Rudd Center for Food Policy and Obesity
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Press Releases

Recent Press Releases

4/9/14: Weight discrimination: Public supports disability and civil rights legal protection
Public support for policies that prohibit weight discrimination and even provide disability and civil rights protection for obese individuals has grown in the past few years, according to a new study by researchers from the Yale Rudd Center for Food Policy & Obesity. The study is published online in the journal Obesity.

3/5/14: Rudd report shows that children need to be protected from unhealthy food marketing until at least age 14
Current food marketing practices present a significant public health threat for older children and teens, according to a report recently released by the Rudd Center. The report suggests that children ages 12 to 14 are highly vulnerable to influence from unhealthy food marketing, and policy solutions are needed to protect children until at least age 14.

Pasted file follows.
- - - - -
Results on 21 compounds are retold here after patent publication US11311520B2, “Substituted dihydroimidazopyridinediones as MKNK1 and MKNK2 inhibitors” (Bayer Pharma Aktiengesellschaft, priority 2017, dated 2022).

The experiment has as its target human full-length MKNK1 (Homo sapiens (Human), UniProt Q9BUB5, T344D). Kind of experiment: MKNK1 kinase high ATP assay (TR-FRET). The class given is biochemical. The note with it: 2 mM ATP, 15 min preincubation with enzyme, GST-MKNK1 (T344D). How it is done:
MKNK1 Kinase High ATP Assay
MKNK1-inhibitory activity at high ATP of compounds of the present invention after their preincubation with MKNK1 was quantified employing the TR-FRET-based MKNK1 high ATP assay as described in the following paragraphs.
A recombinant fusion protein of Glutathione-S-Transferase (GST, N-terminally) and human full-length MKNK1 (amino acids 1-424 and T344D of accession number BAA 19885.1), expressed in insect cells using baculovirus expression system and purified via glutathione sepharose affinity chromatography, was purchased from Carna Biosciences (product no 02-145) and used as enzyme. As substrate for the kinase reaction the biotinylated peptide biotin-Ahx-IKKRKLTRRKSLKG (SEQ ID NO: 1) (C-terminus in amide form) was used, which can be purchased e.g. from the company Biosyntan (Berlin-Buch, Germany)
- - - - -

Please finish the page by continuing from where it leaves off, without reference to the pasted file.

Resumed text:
2/7/14: Health interventions can boost health and academic achievement among students
There is a strong relationship between student health and academic achievement, according to researchers at Yale University. The study suggests that school, home, and community environments that promote student health will also lay the groundwork for higher levels of achievement. The study is published online in the January issue of the Journal of School Health.

1/21/14: Updated online tool offers estimates of revenue from taxes on sugar-sweetened beverages
A federal excise tax of a penny-per-ounce on sugar-sweetened beverages would generate over thirteen billion dollars in revenue per year, according to an estimate derived by researchers at the Rudd Center. In collaboration with researchers from the University of Illinois at Chicago, researchers at the Rudd Center have updated the Center’s Revenue Calculator for Sugar-Sweetened Beverage Taxes, an online tool which offers estimates of revenue from taxes on sugar-sweetened beverages.

1/16/14: Exposure to weight stigma causes physiological stress
Exposure to weight stigma causes physiological stress in both overweight and lean women, according to a study by researchers at the Yale Rudd Center for Food Policy & Obesity. The study is published online in Psychosomatic Medicine.

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